The train reaches the Jamshara station.  The machine-gunner fires inside as they pass the station building.  This scares Scott and he and an Indian gunner jump out to check out the station.  It was a false alarm.  No one is at the station.  They stop the train to gather wood for the pump house in order to get the pump started so it will pump out water for their engine.  The Prince goes into the pump house and pokes a stick into the wheels of a spinning wheel.  Van Layden comes in looking very sinister.  He encourages the boy to play with the stick and urges him ever closer to the spinning spokes.  Scott arrives in time to tell them to stop it.  He tells Van Layden that his actions were senseless. 

The Gunner manages the running of  the engine while Scott takes a break.   Van Layden won't take any of the liquor that the other men offer him.  Peters suddenly asks him if he is a Muslim.  Van Layden says he is a Muslim.  But what does that matter, he asks.  He attacks Peters saying that the man sold the arms the rebels now carry. 

Scott pays a visit to Mrs. Wyatt who is now nursing Gupta.  They talk together for awhile.  It is very obvious that she does not care for soldiers.  She says soldier have no mind of their own.  All they do is just follow orders.  Scott is a little taken aback by her attitude. 

Van Layden tells the other men that he is a "half-breed" from Indonesia.  They tell him there is nothing wrong with being Muslim or being born of parents of different racial heritages.  But Van Layden says he finds it degrading that most half-breeds are always thinking about what they are or are not.  He knows who he is.     

At night Van Layden eyes the sleeping Prince.  And Mrs. Windham keeps her eye on Van Layden.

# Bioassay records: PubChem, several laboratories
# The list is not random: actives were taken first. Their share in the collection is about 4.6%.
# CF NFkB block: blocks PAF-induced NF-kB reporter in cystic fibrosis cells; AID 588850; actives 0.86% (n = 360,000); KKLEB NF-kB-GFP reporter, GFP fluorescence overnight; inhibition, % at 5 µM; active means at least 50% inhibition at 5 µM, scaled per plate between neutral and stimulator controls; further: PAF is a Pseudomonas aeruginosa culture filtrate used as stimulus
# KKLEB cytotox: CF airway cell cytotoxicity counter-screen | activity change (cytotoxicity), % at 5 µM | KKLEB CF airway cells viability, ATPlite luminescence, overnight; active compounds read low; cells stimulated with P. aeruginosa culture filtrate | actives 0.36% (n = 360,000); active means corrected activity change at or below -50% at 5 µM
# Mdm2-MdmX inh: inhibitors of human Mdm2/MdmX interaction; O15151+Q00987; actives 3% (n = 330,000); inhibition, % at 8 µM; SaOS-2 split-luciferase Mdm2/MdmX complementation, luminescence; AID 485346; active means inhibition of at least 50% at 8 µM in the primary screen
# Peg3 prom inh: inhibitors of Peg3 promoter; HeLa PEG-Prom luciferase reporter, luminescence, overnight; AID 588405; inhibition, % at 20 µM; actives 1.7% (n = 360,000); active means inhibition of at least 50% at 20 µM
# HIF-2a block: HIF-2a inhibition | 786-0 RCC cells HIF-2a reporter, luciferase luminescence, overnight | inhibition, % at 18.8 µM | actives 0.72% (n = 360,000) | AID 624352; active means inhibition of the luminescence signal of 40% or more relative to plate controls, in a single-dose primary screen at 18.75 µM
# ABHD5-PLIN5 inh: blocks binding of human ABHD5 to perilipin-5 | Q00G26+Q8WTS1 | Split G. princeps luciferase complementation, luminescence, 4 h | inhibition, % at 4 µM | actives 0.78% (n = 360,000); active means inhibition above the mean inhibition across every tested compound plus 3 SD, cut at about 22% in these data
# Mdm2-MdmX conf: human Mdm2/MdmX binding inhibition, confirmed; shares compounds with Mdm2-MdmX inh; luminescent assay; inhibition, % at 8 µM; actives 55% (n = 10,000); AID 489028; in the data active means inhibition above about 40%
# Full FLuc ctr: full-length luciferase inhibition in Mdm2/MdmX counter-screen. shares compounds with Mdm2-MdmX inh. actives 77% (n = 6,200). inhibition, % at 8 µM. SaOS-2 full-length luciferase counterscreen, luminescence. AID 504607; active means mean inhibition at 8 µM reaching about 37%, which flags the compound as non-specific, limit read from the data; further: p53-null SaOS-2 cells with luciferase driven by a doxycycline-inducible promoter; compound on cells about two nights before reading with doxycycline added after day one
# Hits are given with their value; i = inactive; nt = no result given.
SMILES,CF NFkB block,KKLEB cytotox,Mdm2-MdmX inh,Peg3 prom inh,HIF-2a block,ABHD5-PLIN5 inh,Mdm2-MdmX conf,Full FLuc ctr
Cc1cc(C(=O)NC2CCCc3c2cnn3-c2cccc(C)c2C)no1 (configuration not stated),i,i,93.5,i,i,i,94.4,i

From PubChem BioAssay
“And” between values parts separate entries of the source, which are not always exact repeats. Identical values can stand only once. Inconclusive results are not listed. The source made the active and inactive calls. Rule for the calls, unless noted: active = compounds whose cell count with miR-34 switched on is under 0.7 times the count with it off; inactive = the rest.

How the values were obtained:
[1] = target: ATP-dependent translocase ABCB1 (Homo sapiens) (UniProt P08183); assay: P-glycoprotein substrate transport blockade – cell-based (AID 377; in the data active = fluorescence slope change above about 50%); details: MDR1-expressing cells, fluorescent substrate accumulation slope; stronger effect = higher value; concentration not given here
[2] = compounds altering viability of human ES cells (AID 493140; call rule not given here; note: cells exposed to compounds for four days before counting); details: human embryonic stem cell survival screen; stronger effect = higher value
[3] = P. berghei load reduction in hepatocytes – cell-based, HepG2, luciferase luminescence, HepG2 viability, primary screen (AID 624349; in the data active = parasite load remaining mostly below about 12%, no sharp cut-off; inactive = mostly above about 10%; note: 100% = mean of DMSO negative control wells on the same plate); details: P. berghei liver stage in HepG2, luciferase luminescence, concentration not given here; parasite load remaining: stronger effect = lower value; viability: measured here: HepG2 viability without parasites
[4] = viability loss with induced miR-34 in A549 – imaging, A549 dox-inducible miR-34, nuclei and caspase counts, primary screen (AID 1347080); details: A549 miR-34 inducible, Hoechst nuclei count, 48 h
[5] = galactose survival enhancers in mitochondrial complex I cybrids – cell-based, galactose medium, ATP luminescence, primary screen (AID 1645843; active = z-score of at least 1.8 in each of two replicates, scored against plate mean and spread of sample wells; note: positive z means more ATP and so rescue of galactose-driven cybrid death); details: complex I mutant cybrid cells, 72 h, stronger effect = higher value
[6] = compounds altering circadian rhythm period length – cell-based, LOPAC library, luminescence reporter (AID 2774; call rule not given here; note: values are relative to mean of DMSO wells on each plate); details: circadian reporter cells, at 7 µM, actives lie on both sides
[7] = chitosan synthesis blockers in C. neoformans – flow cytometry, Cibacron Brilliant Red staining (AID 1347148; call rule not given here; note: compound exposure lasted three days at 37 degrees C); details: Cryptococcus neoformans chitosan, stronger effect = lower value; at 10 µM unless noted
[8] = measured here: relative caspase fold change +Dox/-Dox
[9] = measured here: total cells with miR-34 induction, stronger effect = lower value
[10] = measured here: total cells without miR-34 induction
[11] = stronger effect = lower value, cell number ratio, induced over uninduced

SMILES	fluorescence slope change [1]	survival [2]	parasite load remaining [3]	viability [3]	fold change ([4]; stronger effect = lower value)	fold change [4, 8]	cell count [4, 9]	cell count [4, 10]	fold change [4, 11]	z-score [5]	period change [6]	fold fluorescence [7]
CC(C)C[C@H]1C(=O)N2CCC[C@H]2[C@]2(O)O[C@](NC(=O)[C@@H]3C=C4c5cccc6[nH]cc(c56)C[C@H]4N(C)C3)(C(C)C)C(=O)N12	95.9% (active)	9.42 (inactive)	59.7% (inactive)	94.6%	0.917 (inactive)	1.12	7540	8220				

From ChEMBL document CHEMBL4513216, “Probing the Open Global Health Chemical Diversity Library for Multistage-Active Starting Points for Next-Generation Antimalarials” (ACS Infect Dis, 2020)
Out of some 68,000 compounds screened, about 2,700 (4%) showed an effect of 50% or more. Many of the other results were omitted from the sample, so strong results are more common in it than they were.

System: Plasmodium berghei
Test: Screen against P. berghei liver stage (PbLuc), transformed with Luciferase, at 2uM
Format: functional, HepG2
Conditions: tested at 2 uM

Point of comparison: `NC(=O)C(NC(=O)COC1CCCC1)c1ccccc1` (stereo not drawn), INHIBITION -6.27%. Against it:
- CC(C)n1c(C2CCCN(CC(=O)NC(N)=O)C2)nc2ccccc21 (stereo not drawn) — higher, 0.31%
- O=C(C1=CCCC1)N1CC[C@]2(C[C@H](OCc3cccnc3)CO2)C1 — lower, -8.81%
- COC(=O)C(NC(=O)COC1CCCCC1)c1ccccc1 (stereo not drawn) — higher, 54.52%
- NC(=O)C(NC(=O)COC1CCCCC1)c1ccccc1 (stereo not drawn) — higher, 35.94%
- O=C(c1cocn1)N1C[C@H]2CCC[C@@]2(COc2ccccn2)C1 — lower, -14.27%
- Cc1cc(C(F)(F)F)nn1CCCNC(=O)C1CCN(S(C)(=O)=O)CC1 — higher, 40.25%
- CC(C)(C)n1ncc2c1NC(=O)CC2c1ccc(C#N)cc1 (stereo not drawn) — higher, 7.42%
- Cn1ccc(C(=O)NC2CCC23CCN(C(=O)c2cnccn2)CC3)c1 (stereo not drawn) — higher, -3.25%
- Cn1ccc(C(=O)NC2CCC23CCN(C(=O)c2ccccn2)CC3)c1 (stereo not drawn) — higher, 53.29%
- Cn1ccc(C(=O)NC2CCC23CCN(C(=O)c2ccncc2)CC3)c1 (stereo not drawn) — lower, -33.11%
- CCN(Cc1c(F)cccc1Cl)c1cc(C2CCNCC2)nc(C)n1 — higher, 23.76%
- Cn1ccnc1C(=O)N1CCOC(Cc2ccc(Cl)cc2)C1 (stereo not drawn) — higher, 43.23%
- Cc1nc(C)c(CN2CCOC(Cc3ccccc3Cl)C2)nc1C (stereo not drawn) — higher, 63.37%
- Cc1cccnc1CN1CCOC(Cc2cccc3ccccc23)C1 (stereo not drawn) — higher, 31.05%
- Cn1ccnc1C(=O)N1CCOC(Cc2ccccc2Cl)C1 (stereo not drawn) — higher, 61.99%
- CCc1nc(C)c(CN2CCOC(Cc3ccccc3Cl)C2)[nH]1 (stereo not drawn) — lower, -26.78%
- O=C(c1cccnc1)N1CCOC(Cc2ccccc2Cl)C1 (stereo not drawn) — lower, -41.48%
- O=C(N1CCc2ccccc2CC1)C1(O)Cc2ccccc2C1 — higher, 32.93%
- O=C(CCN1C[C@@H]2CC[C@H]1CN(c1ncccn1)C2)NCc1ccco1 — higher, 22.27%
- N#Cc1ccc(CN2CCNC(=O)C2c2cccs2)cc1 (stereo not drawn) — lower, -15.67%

The next day they reach a very long railway bridge.  Scott checks it out and finds that one section of the support for a track has been blown away.  He thinks that he can drive the train over the rail bridging the gap.  But first he has everyone get off the train except for Gupta.  He has them walk over the single rail suspended over a huge gorge.  Everyone gets across except for the Prince and Van Layden.  Scott stands on one side of the gap and Van Layden on the other.  Scott reaches out with his arms and he tells Van Layden, who is holding the boy, to stretch out his arms and give him the child.  But Van Layden deliberately does not hold out his arms.  Scott finally grabs the child just as he starts to fall into the gorge.  When Van Layden gets on the other side of the gap, Scott tells him that he deliberately held the boy short of his grasp.  Van Layden goes on the attack against Scott, but Scott persists with his claim.  And he goes farther.  He has the huge Indian gunner place Van Layden under a sort of house arrest. 

Now Scott and Gupta move the train forward to get to the other side of the gap.  The rails start to bow under the weight.   But with more power the engine is able to go up the rail and get onto firm ground.  Everyone is thrilled to see them succeed.  Scott goes to Mrs. Wyatt.  She looks so pensive that he asks her if she is not taking her anti-soldier attitude a little too far.  But he misunderstands her for she gives him a kiss.  She says:  "You really had me scared."  He now feels close enough to her that he can call her Catherine and she can call him Wiliby.